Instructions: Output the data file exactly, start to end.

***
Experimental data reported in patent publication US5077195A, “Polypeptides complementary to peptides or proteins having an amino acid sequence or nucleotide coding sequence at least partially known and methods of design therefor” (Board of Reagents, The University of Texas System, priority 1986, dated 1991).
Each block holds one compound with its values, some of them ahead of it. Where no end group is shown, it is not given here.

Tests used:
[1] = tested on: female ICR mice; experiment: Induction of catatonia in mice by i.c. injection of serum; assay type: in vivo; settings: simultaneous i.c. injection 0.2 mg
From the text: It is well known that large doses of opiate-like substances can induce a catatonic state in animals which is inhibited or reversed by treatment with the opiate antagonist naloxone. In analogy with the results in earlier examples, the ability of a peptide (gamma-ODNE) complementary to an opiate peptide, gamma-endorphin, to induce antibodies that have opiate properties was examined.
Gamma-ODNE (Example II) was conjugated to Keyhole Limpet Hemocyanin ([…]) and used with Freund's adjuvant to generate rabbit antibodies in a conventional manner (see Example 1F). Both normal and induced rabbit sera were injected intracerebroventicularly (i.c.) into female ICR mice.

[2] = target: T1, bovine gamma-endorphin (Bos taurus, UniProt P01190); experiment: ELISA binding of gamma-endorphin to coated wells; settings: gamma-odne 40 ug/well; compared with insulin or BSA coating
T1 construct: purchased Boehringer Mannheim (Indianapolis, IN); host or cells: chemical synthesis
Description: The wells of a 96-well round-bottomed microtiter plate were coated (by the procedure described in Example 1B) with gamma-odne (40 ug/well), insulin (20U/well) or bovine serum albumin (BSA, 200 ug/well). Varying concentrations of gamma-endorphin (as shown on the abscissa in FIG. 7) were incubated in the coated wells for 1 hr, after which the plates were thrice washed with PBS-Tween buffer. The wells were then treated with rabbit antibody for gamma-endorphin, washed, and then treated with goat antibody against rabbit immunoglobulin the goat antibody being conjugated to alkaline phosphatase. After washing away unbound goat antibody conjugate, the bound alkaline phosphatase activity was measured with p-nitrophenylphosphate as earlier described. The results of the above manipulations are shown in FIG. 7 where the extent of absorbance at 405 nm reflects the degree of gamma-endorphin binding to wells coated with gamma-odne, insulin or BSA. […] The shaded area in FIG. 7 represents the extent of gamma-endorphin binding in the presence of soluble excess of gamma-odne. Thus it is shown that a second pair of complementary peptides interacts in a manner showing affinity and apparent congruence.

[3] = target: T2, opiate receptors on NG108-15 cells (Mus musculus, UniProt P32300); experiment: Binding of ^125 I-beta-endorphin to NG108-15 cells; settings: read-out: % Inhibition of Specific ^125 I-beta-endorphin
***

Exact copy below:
Experimental data reported in patent publication US5077195A, “Polypeptides complementary to peptides or proteins having an amino acid sequence or nucleotide coding sequence at least partially known and methods of design therefor” (Board of Reagents, The University of Texas System, priority 1986, dated 1991).
Each block holds one compound with its values, some of them ahead of it. Where no end group is shown, it is not given here.

Tests used:
[1] = tested on: female ICR mice; experiment: Induction of catatonia in mice by i.c. injection of serum; assay type: in vivo; settings: simultaneous i.c. injection 0.2 mg
From the text: It is well known that large doses of opiate-like substances can induce a catatonic state in animals which is inhibited or reversed by treatment with the opiate antagonist naloxone. In analogy with the results in earlier examples, the ability of a peptide (gamma-ODNE) complementary to an opiate peptide, gamma-endorphin, to induce antibodies that have opiate properties was examined.
Gamma-ODNE (Example II) was conjugated to Keyhole Limpet Hemocyanin ([…]) and used with Freund's adjuvant to generate rabbit antibodies in a conventional manner (see Example 1F). Both normal and induced rabbit sera were injected intracerebroventicularly (i.c.) into female ICR mice.

[2] = target: T1, bovine gamma-endorphin (Bos taurus, UniProt P01190); experiment: ELISA binding of gamma-endorphin to coated wells; settings: gamma-odne 40 ug/well; compared with insulin or BSA coating
T1 construct: purchased Boehringer Mannheim (Indianapolis, IN); host or cells: chemical synthesis
Description: The wells of a 96-well round-bottomed microtiter plate were coated (by the procedure described in Example 1B) with gamma-odne (40 ug/well), insulin (20U/well) or bovine serum albumin (BSA, 200 ug/well). Varying concentrations of gamma-endorphin (as shown on the abscissa in FIG. 7) were incubated in the coated wells for 1 hr, after which the plates were thrice washed with PBS-Tween buffer. The wells were then treated with rabbit antibody for gamma-endorphin, washed, and then treated with goat antibody against rabbit immunoglobulin the goat antibody being conjugated to alkaline phosphatase. After washing away unbound goat antibody conjugate, the bound alkaline phosphatase activity was measured with p-nitrophenylphosphate as earlier described. The results of the above manipulations are shown in FIG. 7 where the extent of absorbance at 405 nm reflects the degree of gamma-endorphin binding to wells coated with gamma-odne, insulin or BSA. […] The shaded area in FIG. 7 represents the extent of gamma-endorphin binding in the presence of soluble excess of gamma-odne. Thus it is shown that a second pair of complementary peptides interacts in a manner showing affinity and apparent congruence.

[3] = target: T2, opiate receptors on NG108-15 cells (Mus musculus, UniProt P32300); experiment: Binding of ^125 I-beta-endorphin to NG108-15 cells; settings: read-out: % Inhibition of Specific ^125 I-beta-endorphin